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Population genomics: patterns of genetic variation within populations

Part 1. Genetics

1.1. Genetic Variation and Evolution

Introductory Review

  1. Greg Gibson

Published Online: 15 APR 2005

DOI: 10.1002/047001153X.g101105

Encyclopedia of Genetics, Genomics, Proteomics and Bioinformatics

Encyclopedia of Genetics, Genomics, Proteomics and Bioinformatics

How to Cite

Gibson, G. 2005. Population genomics: patterns of genetic variation within populations. Encyclopedia of Genetics, Genomics, Proteomics and Bioinformatics. 1:1.1:1.

Author Information

  1. North Carolina State University, Raleigh, NC, USA

Publication History

  1. Published Online: 15 APR 2005

Abstract

Population genomics is the study of the forces that shape the distribution of molecular variation within and among populations, on a genome-wide scale (Luikart et al., 2003). Throughout the twentieth century, the mathematical theory of the history and fate of alleles became increasingly sophisticated, to the point where it was recognized that multiple gene sequences are required to describe the history or demography of a species (Hey and Machado, 2003) and that properties of single genes must be interpreted in light of other sequences (Chakravati, 1999; Bamshad and Wooding, 2003). While robust evolutionary theory from first principles is essential for the interpretation of the distribution of genetic variation (Kimura, 1983; Hartl and Clark, 1997), it must be supplemented by empirical data that places confidence limits on key parameters. That these vary widely among species is one of the important insights from genomic analysis, which is thus ushering in a dramatic new phase in the discipline of population genetics.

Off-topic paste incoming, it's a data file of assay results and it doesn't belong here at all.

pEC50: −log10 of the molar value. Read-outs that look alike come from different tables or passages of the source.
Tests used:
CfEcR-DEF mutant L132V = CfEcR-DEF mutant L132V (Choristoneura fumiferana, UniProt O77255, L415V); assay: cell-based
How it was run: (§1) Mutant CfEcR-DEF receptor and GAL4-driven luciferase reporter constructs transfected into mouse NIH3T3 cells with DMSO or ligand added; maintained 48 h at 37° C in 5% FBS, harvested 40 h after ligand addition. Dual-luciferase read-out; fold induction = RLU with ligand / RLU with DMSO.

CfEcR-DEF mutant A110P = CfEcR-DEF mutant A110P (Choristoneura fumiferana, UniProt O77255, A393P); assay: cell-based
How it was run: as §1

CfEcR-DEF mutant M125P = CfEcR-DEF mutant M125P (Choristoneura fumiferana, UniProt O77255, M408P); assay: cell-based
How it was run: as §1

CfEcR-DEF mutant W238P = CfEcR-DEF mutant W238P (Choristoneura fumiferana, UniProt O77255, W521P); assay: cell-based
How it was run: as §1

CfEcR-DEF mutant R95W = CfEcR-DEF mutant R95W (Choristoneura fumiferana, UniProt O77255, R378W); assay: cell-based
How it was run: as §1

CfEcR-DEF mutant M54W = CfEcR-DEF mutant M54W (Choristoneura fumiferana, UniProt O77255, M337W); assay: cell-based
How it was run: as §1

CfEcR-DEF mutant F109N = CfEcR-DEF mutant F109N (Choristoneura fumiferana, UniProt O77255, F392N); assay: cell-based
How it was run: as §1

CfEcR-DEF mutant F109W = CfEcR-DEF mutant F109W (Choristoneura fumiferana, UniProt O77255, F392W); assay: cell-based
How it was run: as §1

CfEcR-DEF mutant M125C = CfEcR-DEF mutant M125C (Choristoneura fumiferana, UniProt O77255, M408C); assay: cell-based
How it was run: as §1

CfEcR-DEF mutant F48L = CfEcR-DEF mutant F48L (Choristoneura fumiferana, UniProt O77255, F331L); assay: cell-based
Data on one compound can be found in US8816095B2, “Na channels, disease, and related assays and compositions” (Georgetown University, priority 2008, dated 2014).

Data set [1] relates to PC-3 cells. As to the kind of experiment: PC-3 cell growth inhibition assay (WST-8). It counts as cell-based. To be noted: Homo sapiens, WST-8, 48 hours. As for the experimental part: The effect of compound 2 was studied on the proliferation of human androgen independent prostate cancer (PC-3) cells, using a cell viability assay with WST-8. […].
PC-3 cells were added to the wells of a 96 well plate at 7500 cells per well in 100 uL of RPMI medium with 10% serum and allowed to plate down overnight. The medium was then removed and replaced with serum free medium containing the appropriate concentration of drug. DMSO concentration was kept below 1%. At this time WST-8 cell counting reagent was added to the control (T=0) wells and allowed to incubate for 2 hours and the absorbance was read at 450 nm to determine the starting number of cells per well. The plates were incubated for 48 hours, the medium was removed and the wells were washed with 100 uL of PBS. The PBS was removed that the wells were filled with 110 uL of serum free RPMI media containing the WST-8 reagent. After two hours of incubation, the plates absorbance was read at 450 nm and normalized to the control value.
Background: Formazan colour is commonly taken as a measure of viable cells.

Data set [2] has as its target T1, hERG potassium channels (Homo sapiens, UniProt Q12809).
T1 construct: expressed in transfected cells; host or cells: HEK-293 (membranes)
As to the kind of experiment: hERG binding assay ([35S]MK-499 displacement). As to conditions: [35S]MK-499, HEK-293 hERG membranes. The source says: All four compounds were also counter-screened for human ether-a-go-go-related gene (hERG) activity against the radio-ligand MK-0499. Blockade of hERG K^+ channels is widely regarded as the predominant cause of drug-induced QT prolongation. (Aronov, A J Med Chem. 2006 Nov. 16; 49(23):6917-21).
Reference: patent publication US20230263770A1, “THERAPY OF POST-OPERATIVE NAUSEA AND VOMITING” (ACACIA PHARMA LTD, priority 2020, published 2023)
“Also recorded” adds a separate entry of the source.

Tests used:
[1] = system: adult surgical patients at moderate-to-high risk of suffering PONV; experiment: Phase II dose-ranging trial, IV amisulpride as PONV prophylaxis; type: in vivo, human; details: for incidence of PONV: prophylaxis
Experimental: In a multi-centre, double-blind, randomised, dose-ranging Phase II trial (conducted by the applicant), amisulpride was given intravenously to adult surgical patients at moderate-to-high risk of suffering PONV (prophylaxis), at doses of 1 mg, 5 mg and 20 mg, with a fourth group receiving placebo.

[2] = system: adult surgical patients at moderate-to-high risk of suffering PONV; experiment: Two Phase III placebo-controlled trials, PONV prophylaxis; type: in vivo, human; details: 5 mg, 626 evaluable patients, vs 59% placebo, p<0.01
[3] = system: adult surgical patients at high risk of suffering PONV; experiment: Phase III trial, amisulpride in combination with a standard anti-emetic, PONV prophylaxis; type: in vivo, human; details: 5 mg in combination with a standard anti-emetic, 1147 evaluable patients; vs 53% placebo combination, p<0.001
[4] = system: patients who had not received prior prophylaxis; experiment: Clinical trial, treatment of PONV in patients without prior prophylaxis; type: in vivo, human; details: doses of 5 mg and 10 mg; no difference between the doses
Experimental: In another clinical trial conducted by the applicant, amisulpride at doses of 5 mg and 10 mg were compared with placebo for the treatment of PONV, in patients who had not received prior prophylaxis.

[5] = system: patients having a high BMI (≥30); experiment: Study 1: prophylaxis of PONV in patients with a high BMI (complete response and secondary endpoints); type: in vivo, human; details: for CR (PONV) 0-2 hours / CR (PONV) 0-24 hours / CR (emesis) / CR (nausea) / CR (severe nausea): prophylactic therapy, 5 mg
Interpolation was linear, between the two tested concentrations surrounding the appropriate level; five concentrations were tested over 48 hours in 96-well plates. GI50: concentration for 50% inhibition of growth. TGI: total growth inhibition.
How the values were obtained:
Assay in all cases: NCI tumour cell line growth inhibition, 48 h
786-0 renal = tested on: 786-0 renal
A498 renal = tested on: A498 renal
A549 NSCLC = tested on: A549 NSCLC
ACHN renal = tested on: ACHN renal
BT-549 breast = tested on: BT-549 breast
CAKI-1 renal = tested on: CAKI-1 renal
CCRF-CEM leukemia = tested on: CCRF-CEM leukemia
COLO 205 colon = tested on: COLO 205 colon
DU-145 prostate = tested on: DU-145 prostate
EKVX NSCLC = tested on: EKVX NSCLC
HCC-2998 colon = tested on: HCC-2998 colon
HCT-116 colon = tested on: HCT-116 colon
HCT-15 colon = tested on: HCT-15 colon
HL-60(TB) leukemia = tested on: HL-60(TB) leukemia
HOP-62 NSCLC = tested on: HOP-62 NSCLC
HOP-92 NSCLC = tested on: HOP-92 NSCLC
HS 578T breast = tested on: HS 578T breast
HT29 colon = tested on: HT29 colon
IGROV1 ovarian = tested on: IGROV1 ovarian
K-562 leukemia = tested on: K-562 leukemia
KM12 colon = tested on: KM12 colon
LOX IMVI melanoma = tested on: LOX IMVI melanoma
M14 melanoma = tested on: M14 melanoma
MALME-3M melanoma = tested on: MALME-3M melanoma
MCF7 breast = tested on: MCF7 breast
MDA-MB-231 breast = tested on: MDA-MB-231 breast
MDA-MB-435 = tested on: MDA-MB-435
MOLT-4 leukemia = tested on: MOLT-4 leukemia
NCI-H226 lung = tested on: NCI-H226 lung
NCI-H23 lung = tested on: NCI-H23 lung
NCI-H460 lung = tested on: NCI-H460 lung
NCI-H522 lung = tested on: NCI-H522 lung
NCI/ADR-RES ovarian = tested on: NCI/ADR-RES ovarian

Keywords:

  • population genetics;
  • linkage disequilibrium;
  • recombination;
  • mutation;
  • population structure;
  • haplotype block;
  • polymorphism